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Take a look at a selection of our recent media coverage:

Guidance to improve safe handling of injectable medicines in anaesthesia published

10th August 2023

New guidelines on the handling of injectable medicines used in anaesthesia, which provide pragmatic safety steps for practitioners within the operative environment to help reduce errors, have been published in the journal Anaesthesia.

Peri-operative injectable medication safety is vital yet a complex process and in order to avoid medication errors, it requires a system- and practitioner-based approach. As a result, the Association of Anaesthetists, together with UK bodies including NHS England, pharmaceutical organisations and the Royal College of Anaesthetists, have produced clear advice on how to reduce avoidable errors in every step of the pathway involving the injectable medications used routinely in anaesthesia care.

Although two-person checking is a common practice in many areas of healthcare, the preparation of medication that includes the transfer from labelled ampoules into unlabelled syringes is normally a sole pursuit undertaken by an anaesthetist.

This clearly introduces the potential for error and the authors of the new guidance say that labelling errors have been noted in around 1-1.25% of peri-operative medication administrations and medication substitutions in 0.2% of administrations during anaesthesia. Therefore, considerable emphasis has been placed on reducing medication errors via a systematic approach.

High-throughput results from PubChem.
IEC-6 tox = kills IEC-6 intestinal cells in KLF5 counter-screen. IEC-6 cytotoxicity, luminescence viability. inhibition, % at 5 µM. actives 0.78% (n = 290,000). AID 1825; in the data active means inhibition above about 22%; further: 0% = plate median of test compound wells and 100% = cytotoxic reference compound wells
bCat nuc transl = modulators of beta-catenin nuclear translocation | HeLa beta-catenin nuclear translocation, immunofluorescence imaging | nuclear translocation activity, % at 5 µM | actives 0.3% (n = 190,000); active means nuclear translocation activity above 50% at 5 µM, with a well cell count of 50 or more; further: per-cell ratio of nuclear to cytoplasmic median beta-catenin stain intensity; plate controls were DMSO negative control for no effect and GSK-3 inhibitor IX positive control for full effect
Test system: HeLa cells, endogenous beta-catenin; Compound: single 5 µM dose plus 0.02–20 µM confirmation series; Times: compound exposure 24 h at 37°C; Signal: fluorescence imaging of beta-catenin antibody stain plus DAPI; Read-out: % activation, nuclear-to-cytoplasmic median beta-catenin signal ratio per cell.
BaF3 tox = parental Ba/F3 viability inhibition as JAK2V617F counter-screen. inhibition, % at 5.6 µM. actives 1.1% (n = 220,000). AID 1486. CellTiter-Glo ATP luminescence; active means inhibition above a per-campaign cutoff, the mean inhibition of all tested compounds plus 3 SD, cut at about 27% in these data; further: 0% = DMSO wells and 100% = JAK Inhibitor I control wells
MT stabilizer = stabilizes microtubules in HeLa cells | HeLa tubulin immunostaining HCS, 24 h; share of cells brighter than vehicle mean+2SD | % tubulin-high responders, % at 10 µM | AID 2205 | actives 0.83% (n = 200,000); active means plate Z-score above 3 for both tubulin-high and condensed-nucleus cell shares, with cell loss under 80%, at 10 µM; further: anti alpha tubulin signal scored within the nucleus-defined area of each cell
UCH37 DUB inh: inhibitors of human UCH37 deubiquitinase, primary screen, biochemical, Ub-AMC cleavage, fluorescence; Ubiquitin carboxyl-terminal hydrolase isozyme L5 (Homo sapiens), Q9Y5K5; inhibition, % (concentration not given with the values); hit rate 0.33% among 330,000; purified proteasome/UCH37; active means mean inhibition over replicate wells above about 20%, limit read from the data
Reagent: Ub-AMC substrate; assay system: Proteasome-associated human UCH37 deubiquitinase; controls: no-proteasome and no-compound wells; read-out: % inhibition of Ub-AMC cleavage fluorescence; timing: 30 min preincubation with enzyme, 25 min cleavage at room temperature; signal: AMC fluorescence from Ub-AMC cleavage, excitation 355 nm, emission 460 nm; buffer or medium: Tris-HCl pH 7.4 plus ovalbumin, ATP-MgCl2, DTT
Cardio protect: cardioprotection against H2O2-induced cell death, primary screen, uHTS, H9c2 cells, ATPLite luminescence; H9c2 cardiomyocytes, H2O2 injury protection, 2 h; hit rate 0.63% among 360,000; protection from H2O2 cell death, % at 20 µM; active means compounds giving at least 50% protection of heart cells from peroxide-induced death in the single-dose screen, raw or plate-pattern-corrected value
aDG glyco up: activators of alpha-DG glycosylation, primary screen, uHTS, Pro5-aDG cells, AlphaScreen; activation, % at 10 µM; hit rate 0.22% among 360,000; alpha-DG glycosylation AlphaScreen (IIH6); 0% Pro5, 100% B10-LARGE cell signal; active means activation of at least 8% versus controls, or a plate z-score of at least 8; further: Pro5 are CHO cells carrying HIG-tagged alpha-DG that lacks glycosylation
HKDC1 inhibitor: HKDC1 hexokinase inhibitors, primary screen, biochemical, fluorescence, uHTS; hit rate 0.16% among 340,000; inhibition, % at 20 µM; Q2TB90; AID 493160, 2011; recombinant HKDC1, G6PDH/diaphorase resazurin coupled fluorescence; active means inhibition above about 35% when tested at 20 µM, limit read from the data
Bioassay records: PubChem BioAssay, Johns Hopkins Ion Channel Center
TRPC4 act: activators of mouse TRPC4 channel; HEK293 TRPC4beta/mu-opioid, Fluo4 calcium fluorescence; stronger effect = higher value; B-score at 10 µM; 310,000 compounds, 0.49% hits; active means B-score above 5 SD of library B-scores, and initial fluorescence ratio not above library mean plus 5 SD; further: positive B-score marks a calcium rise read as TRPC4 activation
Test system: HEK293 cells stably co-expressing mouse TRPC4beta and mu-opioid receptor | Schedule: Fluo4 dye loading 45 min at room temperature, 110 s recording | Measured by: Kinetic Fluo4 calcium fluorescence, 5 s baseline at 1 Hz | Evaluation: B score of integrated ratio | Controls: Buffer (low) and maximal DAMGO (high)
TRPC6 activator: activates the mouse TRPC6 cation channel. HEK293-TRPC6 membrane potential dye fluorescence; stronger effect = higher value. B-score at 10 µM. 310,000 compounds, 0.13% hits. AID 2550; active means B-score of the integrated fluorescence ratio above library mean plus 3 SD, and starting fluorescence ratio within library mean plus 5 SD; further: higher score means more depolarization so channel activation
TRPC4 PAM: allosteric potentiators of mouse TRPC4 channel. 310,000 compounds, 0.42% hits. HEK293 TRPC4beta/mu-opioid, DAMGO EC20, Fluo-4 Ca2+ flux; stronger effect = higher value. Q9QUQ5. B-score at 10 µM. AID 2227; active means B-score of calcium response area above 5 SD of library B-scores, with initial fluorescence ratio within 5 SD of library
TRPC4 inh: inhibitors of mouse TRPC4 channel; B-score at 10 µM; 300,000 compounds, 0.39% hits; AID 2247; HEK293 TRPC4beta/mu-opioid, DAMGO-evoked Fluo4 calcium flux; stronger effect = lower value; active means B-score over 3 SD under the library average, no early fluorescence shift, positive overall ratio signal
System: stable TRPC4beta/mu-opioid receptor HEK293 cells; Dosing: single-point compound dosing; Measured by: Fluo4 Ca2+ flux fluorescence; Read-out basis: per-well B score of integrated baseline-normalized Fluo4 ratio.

Part of the guidance highlights the importance, utility and enhanced safety offered by prefilled and labelled medication syringes, as well as the use of aids such as colour-coded medication trays that can help the anaesthetist correctly organise the syringes before and during anaesthesia. Neither of which are yet in widespread use in the NHS.

In addition, the guidance emphasises that medication safety does not depend solely on the individual practitioner, but that many departments within the hospital should also contribute to safe systems.

When it comes to pharmacy’s role, for example, the guidance suggests that, if feasible, a medication safety officer should liaise with a designated pharmacy procurement professional and a clinical pharmacist in the department of anaesthesia over all decisions relevant to medication purchasing and presentation.

Injectable medication guidance

The new guidance provides eight key recommendations:

  • Safe handling of medicines requires clear institutional policy within multiple departments as well as careful individual practice
  • Departments of anaesthesia should have policies for safe handling of medicines